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Tennessee lawmakers have cleared a bill ( S.B. 547) to clarify that companies facing a data breach aren’t required to give notice to affected individuals if the personal information involved is encrypted.
Tennessee’s 2005 breach notice law specifically provided an exception to providing notice if the breached data were encrypted. But in 2016, the law was amended to remove the specific exemption but still mentioned encryption as a means of protecting data. That change cast doubt for many on whether the breach notice encryption exception was still allowed under the Tennessee law.
The new amendment would reinstate the encryption language in the statute to remove any doubt that companies need not give breach notice of encrypted data, unless the encryption key was also breached.
A spokeswoman for Gov. Bill Haslam (R) told Bloomberg BNA that the governor plans to sign the bill. The bill would take effect immediately upon Haslam’s signing.
The bill helps remove a perceived disincentive to encrypt data, its sponsors said when introducing it. The bill would help harmonize Tennessee’s data breach notification standards with those of other states, Jason C. Gavejian, privacy attorney and principal at Jackson Lewis PC in Morristown, N.J., told Bloomberg BNA.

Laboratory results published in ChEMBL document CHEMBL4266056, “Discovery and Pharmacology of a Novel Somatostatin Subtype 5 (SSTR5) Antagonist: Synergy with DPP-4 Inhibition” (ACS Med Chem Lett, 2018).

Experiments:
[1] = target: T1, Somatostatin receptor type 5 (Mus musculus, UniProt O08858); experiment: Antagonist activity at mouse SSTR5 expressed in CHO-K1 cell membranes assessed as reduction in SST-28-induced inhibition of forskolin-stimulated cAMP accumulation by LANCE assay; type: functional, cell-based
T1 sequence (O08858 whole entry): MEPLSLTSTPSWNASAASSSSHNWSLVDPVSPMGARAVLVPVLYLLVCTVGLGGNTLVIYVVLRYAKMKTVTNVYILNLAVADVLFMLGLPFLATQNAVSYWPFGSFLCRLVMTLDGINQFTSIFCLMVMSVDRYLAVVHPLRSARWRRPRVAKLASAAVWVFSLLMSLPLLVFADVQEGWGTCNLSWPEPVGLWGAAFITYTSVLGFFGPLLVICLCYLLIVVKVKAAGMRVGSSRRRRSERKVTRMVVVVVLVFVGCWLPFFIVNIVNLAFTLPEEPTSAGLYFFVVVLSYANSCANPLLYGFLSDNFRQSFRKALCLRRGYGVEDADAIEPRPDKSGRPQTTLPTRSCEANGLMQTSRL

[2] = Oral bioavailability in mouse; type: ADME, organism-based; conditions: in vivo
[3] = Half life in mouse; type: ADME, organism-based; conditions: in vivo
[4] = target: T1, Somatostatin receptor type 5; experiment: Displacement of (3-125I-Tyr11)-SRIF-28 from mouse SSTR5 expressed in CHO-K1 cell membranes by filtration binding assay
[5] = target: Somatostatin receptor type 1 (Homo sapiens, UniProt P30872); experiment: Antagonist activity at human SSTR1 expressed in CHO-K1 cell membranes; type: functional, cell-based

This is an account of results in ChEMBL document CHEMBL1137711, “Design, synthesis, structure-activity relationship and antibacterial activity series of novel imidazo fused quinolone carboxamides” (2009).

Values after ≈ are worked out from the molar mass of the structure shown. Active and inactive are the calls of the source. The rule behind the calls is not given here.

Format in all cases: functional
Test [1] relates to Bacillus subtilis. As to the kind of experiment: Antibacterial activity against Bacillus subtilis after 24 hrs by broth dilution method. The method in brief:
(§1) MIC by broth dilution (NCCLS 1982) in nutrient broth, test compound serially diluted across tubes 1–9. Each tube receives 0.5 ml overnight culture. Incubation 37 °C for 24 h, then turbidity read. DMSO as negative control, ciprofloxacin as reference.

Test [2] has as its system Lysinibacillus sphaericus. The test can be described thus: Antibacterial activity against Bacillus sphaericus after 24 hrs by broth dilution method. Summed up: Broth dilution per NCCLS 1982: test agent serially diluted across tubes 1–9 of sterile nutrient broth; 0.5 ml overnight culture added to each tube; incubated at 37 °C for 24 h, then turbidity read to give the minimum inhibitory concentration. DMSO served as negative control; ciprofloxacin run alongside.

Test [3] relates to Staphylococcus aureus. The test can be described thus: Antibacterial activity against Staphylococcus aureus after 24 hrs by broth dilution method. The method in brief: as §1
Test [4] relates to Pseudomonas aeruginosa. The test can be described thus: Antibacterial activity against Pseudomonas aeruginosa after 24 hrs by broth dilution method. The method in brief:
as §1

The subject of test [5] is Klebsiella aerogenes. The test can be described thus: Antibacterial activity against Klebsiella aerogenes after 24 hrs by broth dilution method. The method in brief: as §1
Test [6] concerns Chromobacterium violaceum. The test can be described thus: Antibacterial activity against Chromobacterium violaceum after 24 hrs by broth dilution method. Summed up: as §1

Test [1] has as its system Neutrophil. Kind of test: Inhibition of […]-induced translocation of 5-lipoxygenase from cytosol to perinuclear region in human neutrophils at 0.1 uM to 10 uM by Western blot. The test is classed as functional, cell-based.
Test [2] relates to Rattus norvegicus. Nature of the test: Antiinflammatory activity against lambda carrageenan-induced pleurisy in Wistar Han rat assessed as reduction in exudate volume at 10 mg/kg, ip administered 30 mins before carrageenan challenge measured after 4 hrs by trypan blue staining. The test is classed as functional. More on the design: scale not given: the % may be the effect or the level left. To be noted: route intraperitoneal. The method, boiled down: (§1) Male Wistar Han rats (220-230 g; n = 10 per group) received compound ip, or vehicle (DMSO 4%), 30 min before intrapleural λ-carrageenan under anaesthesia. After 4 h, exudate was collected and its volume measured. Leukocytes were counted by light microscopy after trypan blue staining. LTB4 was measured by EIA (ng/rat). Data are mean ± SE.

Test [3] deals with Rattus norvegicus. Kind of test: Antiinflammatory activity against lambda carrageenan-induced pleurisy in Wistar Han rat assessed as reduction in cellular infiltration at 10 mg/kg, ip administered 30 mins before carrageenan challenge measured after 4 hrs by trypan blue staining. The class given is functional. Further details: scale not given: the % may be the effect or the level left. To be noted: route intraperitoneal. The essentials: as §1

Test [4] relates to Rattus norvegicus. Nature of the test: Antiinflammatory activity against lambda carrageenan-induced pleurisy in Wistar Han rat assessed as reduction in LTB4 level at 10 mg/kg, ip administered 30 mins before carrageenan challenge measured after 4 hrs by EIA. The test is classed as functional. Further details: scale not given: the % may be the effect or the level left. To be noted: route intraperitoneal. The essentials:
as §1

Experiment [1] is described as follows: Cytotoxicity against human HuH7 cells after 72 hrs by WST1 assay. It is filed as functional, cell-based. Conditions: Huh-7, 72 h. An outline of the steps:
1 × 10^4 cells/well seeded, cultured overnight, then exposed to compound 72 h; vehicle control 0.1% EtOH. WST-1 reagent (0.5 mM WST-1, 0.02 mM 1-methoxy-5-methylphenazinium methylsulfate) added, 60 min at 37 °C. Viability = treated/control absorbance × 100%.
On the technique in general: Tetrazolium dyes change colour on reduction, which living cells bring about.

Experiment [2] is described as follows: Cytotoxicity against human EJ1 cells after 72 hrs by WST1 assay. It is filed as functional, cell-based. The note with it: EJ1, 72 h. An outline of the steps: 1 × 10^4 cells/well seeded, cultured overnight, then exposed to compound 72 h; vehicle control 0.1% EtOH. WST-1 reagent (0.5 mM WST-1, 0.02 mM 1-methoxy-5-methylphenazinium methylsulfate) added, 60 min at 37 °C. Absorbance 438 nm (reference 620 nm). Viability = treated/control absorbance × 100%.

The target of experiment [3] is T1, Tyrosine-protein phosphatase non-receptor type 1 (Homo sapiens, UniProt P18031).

Stephen Embry, privacy attorney and member at Frost Brown Todd LLC in Louisville, Ky., told Bloomberg BNA that the bill corrects “a major headache for Tennessee businesses or businesses operating in Tennessee.”
The state breach notice requirements under the law, as amended in 2016, could be interpreted to apply any time a laptop “went missing"—even if it was encrypted, Embry said. Laptops and mobile devices frequently go missing or are stolen, so the current framework provides a tremendous burden on Tennessee companies, he said. The new bill would shield “businesses from notice requirements if the device is password protected,” he said.
In addition to exempting encrypted data from notification requirements, S.B. 547 would clarify that the 45-day time limit for providing notice of a breach could be extended “due to the legitimate needs of law enforcement.”
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Further information on the bill is available at http://src.bna.com/nnc.
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